The Protocol Paradox

… but is it scientific?” includes an interesting 2x2 illustrating the inherent risk associated with scaling different approaches to scientific inquiry.

The X-axis represents the degree to which a method can be applied reliably and consistently across different contexts and scales. Low-risk scalability implies a method is generalizable, while high-risk scalability suggests a method’s effectiveness may be context-dependent and prone to failure.

The Y-axis draws a distinction between explanatory and predictive claims. Explanatory claims focus on understanding a system, while predictive claims aim to forecast future outcomes or events. There is an implicit tension here between explanation and prediction, as different approaches prioritize one over the other.

I’ve applied this 2x2 to further explore the distinction between strong protocols, weak protocols, and strange protocols:

Sense-Making: Weak Protocols
As mentioned in the original post, the Cynefin framework is “derived from theory applied and modified in practice, but constrained by theory.” It provides flexible guidelines that emerge from the community’s needs and the specific context. These guidelines (or “guide rails”) align with the characteristics I would attribute to weak protocols.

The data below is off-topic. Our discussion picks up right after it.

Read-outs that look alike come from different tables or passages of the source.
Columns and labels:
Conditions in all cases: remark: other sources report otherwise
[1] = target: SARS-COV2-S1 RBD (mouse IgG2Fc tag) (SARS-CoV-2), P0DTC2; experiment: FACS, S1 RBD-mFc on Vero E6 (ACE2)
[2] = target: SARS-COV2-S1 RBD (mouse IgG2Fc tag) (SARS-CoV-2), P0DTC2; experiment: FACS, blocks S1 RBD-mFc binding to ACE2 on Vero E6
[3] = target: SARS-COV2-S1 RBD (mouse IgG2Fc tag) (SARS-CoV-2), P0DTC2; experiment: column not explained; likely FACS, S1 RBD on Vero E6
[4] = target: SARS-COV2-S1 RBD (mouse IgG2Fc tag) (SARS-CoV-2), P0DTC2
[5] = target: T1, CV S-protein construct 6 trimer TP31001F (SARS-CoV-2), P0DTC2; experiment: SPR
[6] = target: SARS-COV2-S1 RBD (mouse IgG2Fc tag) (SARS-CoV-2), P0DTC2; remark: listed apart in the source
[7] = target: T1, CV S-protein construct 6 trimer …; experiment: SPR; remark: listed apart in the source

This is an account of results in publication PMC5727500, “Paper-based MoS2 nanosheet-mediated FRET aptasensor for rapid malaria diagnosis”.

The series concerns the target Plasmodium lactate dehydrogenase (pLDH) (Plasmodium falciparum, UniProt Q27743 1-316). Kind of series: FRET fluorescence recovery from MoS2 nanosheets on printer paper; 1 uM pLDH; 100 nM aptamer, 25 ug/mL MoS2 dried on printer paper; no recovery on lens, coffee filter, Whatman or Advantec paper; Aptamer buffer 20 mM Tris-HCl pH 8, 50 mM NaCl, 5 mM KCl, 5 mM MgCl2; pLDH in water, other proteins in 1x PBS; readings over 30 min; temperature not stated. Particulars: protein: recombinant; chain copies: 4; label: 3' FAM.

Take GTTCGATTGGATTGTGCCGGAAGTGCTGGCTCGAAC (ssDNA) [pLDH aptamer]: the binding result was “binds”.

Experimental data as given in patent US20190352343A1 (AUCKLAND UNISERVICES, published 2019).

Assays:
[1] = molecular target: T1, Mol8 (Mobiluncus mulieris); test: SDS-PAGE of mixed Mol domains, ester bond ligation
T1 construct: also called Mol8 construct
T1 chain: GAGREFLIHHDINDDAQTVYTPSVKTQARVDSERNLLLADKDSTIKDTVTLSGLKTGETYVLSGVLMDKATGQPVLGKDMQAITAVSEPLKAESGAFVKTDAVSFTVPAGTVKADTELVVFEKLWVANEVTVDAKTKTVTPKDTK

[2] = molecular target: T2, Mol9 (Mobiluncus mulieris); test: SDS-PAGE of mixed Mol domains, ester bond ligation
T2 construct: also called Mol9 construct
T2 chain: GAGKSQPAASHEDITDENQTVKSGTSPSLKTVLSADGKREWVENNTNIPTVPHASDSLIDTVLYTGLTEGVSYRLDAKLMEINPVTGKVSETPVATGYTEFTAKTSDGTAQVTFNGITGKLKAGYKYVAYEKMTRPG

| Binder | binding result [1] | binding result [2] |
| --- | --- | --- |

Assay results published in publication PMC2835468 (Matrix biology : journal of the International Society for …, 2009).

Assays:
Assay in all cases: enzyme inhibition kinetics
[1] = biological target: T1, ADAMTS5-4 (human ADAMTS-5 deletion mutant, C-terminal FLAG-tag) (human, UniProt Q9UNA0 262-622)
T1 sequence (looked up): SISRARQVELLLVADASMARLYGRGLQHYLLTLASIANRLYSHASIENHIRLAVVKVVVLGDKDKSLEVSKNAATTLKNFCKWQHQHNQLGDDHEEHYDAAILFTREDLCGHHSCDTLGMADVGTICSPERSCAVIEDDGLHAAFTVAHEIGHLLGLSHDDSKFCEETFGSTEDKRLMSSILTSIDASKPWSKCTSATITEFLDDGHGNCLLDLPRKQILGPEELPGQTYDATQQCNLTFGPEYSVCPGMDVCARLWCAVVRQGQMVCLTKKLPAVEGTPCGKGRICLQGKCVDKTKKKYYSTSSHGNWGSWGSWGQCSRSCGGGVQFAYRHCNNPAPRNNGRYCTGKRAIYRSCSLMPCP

Classic Science: Strong Protocols
Classic scientific methods rely on testable hypotheses and context-specific claims. There are well-established, rigorous protocols for experimentation, validation, and replication. These “guardrails” fit well with the concept of strong protocols.

Case Based Interpretations and Processes: Weak to Strong Protocols
This domain likely spans a range from weak to strong protocols, depending on the specificity of the cases and the generalizability of the derived processes. Some may provide more general guiding principles (weak protocols), while others may prescribe more rigid, context-specific procedures (strong protocols).

Pseudo-Science: Strange Protocols
Pseudo-scientific claims, like simplistic recipes, hype, and overly universal assertions, often promise simple solutions to complex problems. They can exhibit unconventional “reasoning” that defies established scientific understanding, yet can still compel belief and following. In this sense, some pseudo-scientific claims share characteristics with the speculative idea of strange protocols - opaque yet potentially influential frameworks that emerge in complex systems. However, not all pseudo-scientific claims may fit this mold. Some might be better characterized as flawed applications of weak or strong protocols, lacking empirical validation or rigorous testing.

The protocol paradox then arises from the inherent tension between the desire for predictive power, often associated with strong protocols and rigorous methodologies, and the need for explanatory depth, often facilitated by weak protocols that allow for flexibility and exploration. This tension is perhaps further complicated by the emergence of strange protocols, which challenge traditional notions of scientific understanding and may offer unforeseen paths to discovery, blurring the lines between prediction and explanation. Navigating this paradox requires I think not only an appreciation of each protocol type, but a willingness to embrace the uncertainties inherent in scientific exploration.

Source: … but is it scientific? - The Cynefin Co